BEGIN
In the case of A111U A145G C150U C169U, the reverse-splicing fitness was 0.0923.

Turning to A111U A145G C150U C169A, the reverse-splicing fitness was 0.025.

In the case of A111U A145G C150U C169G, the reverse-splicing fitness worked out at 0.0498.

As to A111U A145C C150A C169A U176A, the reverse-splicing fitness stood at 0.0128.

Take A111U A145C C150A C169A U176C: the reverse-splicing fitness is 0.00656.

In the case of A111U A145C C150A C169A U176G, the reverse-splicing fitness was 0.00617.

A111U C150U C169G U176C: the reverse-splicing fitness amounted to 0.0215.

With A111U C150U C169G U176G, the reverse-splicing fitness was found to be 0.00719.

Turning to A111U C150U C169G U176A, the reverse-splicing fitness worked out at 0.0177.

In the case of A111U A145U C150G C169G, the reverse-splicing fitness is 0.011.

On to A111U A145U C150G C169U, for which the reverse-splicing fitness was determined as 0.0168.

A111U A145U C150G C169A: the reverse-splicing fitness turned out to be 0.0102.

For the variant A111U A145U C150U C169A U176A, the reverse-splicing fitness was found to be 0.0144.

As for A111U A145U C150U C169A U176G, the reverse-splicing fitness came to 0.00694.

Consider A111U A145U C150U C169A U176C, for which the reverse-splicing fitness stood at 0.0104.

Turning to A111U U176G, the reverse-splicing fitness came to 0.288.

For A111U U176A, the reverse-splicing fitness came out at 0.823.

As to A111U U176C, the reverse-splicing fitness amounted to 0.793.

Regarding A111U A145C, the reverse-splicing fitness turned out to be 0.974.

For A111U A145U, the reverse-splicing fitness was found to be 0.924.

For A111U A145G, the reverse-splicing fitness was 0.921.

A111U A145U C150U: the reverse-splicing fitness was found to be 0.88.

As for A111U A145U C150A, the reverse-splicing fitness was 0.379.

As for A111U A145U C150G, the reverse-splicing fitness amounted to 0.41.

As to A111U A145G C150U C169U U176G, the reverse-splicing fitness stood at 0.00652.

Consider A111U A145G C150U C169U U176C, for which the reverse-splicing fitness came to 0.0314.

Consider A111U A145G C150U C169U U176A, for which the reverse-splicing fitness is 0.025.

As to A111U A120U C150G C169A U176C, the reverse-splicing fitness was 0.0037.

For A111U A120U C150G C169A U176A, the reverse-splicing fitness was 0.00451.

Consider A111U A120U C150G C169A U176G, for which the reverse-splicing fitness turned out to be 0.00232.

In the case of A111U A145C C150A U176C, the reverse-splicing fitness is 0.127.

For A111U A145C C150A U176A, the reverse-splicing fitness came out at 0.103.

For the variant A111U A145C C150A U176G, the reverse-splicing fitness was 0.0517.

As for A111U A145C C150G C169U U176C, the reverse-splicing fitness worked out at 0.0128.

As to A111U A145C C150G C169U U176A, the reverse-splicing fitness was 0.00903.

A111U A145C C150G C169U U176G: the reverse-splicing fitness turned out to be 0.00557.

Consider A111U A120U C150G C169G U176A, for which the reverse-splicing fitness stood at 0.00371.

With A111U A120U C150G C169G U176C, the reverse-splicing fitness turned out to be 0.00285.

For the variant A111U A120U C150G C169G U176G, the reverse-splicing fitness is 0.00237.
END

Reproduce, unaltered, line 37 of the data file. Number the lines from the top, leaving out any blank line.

Consider A111U A120U C150G C169G U176A, for which the reverse-splicing fitness stood at 0.00371.